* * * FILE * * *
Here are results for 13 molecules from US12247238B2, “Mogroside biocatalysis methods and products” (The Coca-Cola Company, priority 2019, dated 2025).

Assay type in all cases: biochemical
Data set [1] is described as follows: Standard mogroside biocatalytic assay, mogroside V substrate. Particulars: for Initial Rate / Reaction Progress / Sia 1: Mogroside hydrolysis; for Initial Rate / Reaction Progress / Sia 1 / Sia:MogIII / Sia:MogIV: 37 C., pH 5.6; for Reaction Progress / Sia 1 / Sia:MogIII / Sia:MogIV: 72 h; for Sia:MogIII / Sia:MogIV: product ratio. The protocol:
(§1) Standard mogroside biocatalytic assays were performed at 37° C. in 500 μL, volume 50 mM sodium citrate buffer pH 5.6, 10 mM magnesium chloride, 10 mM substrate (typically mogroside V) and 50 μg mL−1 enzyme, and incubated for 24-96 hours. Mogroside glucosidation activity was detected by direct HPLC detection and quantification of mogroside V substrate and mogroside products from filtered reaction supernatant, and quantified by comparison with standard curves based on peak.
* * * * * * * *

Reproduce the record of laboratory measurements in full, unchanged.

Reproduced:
Here are results for 13 molecules from US12247238B2, “Mogroside biocatalysis methods and products” (The Coca-Cola Company, priority 2019, dated 2025).

Assay type in all cases: biochemical
Data set [1] is described as follows: Standard mogroside biocatalytic assay, mogroside V substrate. Particulars: for Initial Rate / Reaction Progress / Sia 1: Mogroside hydrolysis; for Initial Rate / Reaction Progress / Sia 1 / Sia:MogIII / Sia:MogIV: 37 C., pH 5.6; for Reaction Progress / Sia 1 / Sia:MogIII / Sia:MogIV: 72 h; for Sia:MogIII / Sia:MogIV: product ratio. The protocol:
(§1) Standard mogroside biocatalytic assays were performed at 37° C. in 500 μL, volume 50 mM sodium citrate buffer pH 5.6, 10 mM magnesium chloride, 10 mM substrate (typically mogroside V) and 50 μg mL−1 enzyme, and incubated for 24-96 hours. Mogroside glucosidation activity was detected by direct HPLC detection and quantification of mogroside V substrate and mogroside products from filtered reaction supernatant, and quantified by comparison with standard curves based on peak.